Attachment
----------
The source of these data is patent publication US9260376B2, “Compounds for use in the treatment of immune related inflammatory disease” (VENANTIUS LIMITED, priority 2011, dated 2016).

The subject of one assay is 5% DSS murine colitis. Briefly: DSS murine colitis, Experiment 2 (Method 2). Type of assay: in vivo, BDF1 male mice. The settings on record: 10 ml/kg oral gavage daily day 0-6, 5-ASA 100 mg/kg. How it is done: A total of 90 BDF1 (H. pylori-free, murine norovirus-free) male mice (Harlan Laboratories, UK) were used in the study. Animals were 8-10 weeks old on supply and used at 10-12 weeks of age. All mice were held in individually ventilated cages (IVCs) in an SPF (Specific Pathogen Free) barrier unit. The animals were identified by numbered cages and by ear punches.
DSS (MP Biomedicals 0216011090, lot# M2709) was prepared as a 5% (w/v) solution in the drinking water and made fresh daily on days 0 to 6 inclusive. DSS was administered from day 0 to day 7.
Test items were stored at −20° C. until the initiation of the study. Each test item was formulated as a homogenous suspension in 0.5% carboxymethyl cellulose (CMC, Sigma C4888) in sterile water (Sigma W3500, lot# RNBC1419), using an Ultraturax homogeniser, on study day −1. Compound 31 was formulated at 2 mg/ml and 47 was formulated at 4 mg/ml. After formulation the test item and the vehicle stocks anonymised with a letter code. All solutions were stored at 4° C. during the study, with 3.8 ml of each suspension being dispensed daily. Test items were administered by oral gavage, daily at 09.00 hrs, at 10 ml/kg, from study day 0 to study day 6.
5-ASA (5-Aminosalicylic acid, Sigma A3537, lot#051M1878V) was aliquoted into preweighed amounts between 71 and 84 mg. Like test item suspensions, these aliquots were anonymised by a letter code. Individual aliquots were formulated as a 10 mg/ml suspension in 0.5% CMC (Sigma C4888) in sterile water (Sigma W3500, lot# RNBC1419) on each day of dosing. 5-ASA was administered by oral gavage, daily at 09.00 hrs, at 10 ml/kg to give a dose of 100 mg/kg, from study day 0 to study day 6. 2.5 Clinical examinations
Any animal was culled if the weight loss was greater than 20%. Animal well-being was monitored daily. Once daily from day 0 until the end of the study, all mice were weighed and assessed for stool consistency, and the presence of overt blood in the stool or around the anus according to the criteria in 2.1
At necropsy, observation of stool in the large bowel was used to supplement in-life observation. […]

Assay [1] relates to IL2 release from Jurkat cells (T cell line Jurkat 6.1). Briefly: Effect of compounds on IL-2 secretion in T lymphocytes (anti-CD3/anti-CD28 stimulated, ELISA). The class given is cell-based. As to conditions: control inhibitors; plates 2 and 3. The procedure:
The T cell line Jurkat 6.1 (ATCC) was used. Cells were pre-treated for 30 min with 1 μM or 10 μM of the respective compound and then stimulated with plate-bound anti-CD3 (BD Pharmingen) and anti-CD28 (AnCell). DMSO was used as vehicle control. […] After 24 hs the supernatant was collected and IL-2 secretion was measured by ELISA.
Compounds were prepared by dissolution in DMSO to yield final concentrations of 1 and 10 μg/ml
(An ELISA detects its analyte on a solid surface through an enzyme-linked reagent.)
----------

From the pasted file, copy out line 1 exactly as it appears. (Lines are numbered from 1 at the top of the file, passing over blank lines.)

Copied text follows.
The source of these data is patent publication US9260376B2, “Compounds for use in the treatment of immune related inflammatory disease” (VENANTIUS LIMITED, priority 2011, dated 2016).